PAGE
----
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Chris King

Accolades & Accomplishments 

3-Wall

Australian Open Singles

- 1986

- 1987

- 1989

- 1991

- 1992

Australian Open Doubles

- 1988

- 1990

- 1991

Australian Team Selections

- 1979

- 1981

- 1982

- 1985

- 1986

- 1987

- 1988

- 1989

- 1990 (Captain)

- 1991

- 1992 (Captain)

- 1993

O'Connor Cup Champion

​- 1977

- 1978

- 1979

- 1980

- 1981

- 1982

- 1984

- 1985

- 1987

- 1988

- 1989

- 1990

- 1991

- 1992

- 1994

- 1995

VIC Open Singles

​- 1986

- 1987

- 1989 

- 1991

- 1992

VIC Open Doubles

​- 1983

- 1985

- 1986 

- 1987

- 1988

- 1990

- 1991

- 1992

- 2003

- 2008

- 2009

1-Wall

Australian Open Singles

- 1989

- 1992

4-Wall

Australian Open Singles

- 1983

- 1985

- 1990

Australian Open Doubles

- 1989

- 1992

Australian Open Doubles

- 1984

Chris King

Chris King was a great champion. It was always about his power and focus and the presence that he had on the court. He had an agility and speed for his size which was amazing. He anticipated with an extraordinary instinct for the play. He hit the ball with authority and the big fella' was just so tough. He was hard and clambering and inexorable. He just powered up and he never seemed overawed by the circumstances of the game. He never gave up. He always looked for the advantage as he thought through strategy and analyzed opponents. We know for sure that Chris always trained hard, both on and off the court. I doubt any of his opponents were ever any fitter. He had this remarkable self- discipline and a desire. You had to be brave to play Chris with his mental toughness and on court gravitas. His outstanding success comes from his dedication. His victories were no accident. They were planned and whilst we thrilled to his sometimes instinctual responses on court, it was always his dour, relentless preparation, his pounding vision for success that made him such a champion. He's a great bloke as well.

'Chris King' - By Lew "Digger" Mackenzie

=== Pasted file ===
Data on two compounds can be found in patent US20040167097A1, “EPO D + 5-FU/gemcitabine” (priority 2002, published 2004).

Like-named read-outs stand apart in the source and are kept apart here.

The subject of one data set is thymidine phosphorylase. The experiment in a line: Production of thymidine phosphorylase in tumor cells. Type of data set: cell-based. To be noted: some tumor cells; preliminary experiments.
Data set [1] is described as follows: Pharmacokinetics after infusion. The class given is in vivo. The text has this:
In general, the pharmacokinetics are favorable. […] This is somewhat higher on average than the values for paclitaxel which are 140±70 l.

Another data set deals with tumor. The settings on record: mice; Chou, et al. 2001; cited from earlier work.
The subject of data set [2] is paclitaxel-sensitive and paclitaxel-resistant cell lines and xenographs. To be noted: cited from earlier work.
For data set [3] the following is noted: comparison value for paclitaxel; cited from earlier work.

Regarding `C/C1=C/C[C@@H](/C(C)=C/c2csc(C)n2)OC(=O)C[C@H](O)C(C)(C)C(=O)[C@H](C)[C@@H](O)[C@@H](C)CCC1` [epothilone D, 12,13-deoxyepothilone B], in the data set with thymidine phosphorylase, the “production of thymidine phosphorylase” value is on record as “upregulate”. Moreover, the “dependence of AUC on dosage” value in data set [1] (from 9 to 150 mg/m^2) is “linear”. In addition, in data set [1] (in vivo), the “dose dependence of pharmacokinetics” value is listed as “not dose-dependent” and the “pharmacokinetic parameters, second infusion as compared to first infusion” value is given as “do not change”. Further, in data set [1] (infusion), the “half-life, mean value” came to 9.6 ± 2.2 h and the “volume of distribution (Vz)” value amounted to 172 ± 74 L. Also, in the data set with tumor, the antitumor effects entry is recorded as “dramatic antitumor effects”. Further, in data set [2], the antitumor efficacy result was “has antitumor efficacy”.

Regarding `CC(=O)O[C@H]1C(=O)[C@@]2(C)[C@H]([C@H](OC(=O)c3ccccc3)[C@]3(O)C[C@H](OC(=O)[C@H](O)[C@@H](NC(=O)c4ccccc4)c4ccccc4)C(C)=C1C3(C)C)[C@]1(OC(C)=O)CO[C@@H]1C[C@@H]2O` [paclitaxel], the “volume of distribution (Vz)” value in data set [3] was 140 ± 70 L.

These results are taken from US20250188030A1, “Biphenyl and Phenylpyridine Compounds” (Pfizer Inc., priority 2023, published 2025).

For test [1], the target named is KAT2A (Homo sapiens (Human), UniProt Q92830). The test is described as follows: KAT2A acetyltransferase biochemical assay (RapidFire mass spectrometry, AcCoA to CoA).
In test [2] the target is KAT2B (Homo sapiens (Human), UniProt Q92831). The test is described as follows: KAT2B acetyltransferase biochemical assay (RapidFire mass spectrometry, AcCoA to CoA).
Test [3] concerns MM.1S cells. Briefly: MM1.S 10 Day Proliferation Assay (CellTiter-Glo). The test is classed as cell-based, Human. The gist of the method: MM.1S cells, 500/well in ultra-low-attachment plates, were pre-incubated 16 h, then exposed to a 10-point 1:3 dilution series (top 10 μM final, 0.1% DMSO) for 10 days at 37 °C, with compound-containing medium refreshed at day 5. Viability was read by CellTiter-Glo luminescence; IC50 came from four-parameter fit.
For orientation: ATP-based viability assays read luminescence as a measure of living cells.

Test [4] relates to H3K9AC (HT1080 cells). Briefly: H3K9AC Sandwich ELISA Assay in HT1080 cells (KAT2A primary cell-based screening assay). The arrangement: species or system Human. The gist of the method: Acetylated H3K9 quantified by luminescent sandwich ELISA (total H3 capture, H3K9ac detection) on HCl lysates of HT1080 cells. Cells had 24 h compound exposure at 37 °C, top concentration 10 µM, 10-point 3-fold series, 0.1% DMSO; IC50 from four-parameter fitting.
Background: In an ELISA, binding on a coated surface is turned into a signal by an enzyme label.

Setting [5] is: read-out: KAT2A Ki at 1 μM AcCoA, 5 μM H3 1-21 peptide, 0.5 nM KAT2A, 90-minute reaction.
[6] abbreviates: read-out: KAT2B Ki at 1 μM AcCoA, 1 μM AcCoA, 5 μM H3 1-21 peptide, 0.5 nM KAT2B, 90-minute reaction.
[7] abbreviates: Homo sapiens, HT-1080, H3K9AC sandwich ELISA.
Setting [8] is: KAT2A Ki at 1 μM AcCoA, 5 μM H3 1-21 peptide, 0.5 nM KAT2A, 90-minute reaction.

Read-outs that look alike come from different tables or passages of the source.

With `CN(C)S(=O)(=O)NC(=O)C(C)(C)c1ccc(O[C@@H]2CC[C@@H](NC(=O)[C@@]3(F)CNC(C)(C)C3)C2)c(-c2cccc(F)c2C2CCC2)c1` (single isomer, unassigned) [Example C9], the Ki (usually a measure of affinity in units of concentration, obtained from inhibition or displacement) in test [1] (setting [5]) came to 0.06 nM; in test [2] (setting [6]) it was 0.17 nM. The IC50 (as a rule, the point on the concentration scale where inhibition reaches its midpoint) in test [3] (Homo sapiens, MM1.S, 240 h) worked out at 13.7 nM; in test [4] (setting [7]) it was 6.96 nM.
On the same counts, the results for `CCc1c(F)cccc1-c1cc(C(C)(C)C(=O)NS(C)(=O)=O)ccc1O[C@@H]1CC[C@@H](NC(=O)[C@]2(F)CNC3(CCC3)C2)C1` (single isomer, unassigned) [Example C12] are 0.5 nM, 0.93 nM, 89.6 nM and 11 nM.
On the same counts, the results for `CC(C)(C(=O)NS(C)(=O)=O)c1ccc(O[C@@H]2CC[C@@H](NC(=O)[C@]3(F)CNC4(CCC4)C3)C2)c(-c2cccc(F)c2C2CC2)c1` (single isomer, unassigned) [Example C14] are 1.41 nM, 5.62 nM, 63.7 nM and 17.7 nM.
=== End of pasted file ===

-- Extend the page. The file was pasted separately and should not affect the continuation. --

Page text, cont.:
An exuberant and richly talented youth, Chris King became Australian Junior Handball Champion in 1975. For this exciting new player it would be a natural progression for him to be selected in the Victorian Senior State Team.

The transition was not to be easy. It was during an encounter with a strong South Australian pair. Early in the match, Chris' partner, Nick Sticca, the wily strongman of Victorian handball, tore a hamstring. He could not walk. It seemed the game was over, but Chris had other ideas. He instructed Nick to position himself against the right side wall and then went into battle, single handedly attacking and repelling every shot from the opposition, which, incidentally included that most unforgiving competitor Lou Ravesi, partnered by Wally Reintals. It was a mission impossible for the valiant Chris, but he was determined that Victoria would not go down without a fight.

And a fight it was. At the end of this gruelling contest the exhausted South Aussies and the spectators privileged to witness the game stood to applaud the young Chris King.

He had gone to the very limits of physical and mental endurance for his stricken partner, his team and his state.

When I next saw Chris in action, I marvelled at the development in his handball armoury. His serve, his powerful drives, his accuracy and his judgement were, I thought, so reminiscent of the awesome Frank Green.

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